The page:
We have not seen meaningful reform even discussed since the Comprehensive Immigration Bill of 2009. Today we need to begin this debate, discussion and reform.
If it were just the border that needed “fixing” in our antiquated immigration system it would be a much easier “fix”, but it is not. Everything from the Guest Worker Programs to VISA overstays and the H1B VISAs needs an overhaul.
Congress has once again given up their responsibilities for policy by allowing bureaucratic agencies, with no accountability, to make policy.
We believe Congress needs to start a true reform discussion about the immigration system as a whole and place the responsibility and accountability back in the hands of our elected.
California’s $215 billion budget to expand health care for illegals
By Bradford Betz |
California’s new budget, signed by Gov. Gavin Newsom on Thursday, expands health care for illegal immigrants and includes a penalty for people who do not purchase health insurance.
The provisions were among several measures in the $214.8 billion operating budget that Newsom signed before the midnight deadline. It is the largest in the state's history, according to the Los Angeles Times.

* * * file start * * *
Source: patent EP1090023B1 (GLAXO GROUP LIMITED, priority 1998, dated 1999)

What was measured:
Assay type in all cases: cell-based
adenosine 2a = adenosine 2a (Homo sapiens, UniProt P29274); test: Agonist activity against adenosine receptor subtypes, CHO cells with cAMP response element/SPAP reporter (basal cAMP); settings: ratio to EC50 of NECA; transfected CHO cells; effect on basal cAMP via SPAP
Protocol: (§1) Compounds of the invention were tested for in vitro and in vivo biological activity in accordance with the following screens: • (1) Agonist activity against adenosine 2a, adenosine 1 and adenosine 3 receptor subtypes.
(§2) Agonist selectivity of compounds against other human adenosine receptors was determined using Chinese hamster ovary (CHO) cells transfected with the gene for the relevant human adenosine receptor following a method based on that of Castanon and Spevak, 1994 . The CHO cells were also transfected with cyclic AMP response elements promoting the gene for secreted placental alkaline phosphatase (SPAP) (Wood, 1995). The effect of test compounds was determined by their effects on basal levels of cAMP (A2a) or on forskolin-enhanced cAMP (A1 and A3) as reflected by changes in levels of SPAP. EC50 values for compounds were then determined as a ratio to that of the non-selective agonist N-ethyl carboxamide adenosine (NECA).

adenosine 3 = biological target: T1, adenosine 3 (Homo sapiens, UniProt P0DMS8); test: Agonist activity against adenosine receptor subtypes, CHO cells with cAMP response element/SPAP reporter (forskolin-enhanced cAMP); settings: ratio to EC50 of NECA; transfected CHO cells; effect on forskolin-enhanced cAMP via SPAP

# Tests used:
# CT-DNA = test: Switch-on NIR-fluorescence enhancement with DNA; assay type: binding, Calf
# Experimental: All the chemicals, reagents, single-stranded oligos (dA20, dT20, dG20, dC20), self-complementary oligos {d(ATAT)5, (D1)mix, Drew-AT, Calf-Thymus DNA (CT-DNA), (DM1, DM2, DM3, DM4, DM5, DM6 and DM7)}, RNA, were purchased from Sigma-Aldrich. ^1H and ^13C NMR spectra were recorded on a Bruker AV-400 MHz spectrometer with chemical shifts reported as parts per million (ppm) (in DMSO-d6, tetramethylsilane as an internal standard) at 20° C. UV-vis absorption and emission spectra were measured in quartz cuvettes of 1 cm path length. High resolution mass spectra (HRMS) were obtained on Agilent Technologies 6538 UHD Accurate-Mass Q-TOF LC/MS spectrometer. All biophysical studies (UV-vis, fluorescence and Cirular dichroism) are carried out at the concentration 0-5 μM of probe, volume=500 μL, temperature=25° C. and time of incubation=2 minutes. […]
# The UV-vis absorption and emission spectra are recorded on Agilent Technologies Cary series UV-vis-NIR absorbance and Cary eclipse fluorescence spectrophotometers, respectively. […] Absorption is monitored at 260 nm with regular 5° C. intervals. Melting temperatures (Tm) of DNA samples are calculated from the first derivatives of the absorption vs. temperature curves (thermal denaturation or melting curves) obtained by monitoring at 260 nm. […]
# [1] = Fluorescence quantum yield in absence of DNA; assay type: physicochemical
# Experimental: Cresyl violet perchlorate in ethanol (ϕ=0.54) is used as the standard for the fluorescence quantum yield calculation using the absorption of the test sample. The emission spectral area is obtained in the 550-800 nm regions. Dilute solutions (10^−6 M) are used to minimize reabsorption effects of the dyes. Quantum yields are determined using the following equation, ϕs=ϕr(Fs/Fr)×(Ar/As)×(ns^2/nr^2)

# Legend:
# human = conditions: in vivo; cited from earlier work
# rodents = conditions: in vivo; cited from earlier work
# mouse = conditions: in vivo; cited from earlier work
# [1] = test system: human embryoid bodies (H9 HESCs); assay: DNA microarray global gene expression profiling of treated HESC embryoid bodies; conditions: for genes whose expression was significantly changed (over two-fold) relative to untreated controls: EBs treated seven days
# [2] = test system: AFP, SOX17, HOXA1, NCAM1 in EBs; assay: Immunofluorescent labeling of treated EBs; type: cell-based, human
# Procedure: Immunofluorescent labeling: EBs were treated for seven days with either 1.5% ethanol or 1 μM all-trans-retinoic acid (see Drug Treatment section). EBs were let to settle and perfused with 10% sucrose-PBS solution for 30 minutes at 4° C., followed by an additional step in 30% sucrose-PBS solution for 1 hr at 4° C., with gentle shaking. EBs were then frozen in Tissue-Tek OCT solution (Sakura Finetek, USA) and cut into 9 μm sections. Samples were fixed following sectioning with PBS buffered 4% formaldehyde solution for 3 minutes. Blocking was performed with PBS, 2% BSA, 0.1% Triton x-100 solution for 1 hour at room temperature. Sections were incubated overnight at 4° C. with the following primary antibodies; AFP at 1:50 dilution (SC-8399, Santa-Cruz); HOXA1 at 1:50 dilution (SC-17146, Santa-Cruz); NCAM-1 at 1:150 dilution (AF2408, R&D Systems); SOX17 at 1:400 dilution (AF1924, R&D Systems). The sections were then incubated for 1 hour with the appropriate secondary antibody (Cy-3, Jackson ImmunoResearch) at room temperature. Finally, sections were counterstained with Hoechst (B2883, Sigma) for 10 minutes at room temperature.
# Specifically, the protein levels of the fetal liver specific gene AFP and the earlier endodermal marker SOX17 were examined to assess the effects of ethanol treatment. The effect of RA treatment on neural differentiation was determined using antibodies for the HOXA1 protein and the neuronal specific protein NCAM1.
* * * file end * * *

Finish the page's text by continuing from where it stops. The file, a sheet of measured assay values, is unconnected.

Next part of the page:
California lawmakers were at odds over how far to go providing government-funded health care to illegal immigrants. Newsom last month proposed providing $98 million a year to cover low-income illegal immigrants between the ages of 19 and 25. A more extreme state Assembly’s bill proposed covering all illegal immigrants over the age of 19 living in California – a proposal that would cost an estimated $3.4 billion.
The budget also seeks to address the state’s crippling housing shortage and mounting homelessness. California’s governor and legislative leaders agreed on a plan to reward local governments who make it easier to build housing faster and punish those who don’t.
Local governments that don’t comply with these housing requirements will face potential fines of up to $600,000 a month.
The bill marks Newsom’s first signed budget since taking office in January. Its passage was largely aided by a $21.5 billion surplus that ensured there was plenty of money to spend on his priorities.
The Associated Press contributed to this report.